“Everybody loves a woody wagon,” says Comer. “Take a woody wagon with all the best parts of a vintage four-wheel-drive truck … that’s kinda what a Marmon-Herrington-converted Ford or Mercury is.” In the early years of wood-paneled wagons, those who needed off-road capability could turn to aftermarket manufacturers to convert their two-wheel-drive vehicle into a four-wheel-drive one. Marmon-Harrington did factory-supported conversions for Fords and Mercurys, and Napco took care of GMC and Chevy vehicles.

This stunning example is a 1948 Marmon-Herrington converted Super Deluxe Station Wagon; its meticulously restored condition and drivetrain conversion earned it a $200K+ presale estimate at RM Sotheby’s 2020 Scottsdale auction. Comer admits these wagons ride horribly and are extremely slow, but says they’re worth a lot of money for good reason: Marmon-Herrington-converted wagons were essentially vintage SUVs before the era of factory-produced SUVs.

1973–91 Chevrolet Suburban

 

Yes, the modern Chevrolet Suburban is more of an SUV or a truck than a wagon, but Brad defends his pick by citing 1970s Chevy advertising, which hailed the Suburban as a “superwagon.” Naturally, he was hooked. The wagon above is the Phillips’ 1977 model, a trailoring special with a big-block engine, 3.73 gears, and a 14,000-pound towing capacity. “It was a monster,” Phillips recalls. He bought it with dreams of cross-country family road trips, but after a trek down the Blue Ridge Parkway, realized that the weak ’70s air conditioning left rear passengers sweltering in the summer heat.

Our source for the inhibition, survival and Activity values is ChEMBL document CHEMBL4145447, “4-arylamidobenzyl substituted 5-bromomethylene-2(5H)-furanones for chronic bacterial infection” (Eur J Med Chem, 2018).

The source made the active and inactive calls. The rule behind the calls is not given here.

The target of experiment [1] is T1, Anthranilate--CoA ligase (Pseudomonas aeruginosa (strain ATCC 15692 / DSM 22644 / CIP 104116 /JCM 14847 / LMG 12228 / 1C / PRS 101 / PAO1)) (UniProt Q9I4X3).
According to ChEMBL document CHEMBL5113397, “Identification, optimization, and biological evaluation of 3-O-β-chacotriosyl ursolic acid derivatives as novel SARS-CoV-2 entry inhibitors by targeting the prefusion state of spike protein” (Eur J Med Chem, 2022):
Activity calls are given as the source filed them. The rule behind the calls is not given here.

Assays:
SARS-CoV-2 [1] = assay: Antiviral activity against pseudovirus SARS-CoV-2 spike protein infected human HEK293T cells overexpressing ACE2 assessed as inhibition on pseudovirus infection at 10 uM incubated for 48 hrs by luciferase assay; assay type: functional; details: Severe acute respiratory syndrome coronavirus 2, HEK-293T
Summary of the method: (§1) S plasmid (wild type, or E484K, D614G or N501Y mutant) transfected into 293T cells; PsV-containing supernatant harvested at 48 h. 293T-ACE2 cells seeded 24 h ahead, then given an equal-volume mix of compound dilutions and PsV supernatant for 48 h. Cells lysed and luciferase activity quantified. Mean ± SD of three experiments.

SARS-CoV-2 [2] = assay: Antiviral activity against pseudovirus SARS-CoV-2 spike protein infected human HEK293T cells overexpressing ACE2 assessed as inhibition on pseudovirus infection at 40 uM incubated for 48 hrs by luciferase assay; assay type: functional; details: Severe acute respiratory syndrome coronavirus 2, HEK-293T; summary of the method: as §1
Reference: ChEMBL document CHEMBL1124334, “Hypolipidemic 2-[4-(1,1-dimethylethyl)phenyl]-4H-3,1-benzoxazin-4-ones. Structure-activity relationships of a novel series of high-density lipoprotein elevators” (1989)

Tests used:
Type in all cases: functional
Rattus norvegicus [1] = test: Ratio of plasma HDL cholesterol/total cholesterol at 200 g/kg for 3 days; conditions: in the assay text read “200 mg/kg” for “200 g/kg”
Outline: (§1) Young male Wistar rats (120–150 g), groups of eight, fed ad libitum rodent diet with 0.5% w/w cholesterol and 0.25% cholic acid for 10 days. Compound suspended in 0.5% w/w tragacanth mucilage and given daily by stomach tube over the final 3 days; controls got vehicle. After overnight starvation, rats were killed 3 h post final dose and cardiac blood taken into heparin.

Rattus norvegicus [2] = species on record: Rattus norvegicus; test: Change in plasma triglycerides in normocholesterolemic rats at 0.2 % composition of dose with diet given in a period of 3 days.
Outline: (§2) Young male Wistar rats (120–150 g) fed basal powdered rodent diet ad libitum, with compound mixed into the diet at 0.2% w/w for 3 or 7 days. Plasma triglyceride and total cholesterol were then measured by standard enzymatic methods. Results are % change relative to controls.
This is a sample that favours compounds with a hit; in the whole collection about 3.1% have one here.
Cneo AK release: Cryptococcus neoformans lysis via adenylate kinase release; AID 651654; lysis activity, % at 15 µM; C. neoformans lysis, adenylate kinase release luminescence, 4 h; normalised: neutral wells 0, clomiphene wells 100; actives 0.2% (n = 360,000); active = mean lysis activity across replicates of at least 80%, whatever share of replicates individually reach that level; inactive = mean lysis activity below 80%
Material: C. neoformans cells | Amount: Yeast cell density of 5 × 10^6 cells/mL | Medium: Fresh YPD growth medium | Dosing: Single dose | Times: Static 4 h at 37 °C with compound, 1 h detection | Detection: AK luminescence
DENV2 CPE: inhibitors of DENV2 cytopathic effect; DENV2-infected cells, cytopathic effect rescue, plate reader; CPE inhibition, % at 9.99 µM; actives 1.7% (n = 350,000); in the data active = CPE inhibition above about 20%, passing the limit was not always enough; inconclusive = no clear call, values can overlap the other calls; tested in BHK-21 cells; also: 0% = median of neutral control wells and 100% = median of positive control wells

Comer has Suburban stories of his own. In 2018, he bought the cheapest car at the champagne-infused Monterey Car Week: a $1925 1998 Chevrolet Suburban. Want the details? Check out his story here.

2006–2008 Dodge SRT8 Magnum

 

Dodge’s SRT8 Magnum was essentially the factory-hot-rodded version of the Magnum wagon: its 6.1-liter V-8 churned out 425 hp and sent that muscle to the rear wheels for some serious burnout potential. Red doesn’t suit it, in Comer’s book; he’d have one murdered out in black. And why not do a Hellcat swap, too? 425 hp was big in 2006, but times have changed. “A Hellcat would just bolt in,” he says.

Still, Comer points out that Dodge thought out this muscle wagon, equipping it with the brakes and suspension to handle the beastly V-8 power. The one ergonomic downside, both he and Phillips point out, is visibility—the high beltline and narrow windows gives the driver a gunship view.

1967 Ford Country Squire

 

Phillips gets a bit enthusiastic when the Barn Find Hunter’s 1967 Ford Country Squire appears on the screen. “Tell me that’s not the most beautiful thing you’ve ever seen. Look at the prow on the front of this, all that cargo capacity!” Tom Cotter’s patina’d woody also boasts a unique drivetrain: a 428-cubic-inch V-8 mated to a four-speed and breathing out of a dual exhaust. Cotter sold the wagon for nearly $50K on Bring a Trailer back in May of 2020.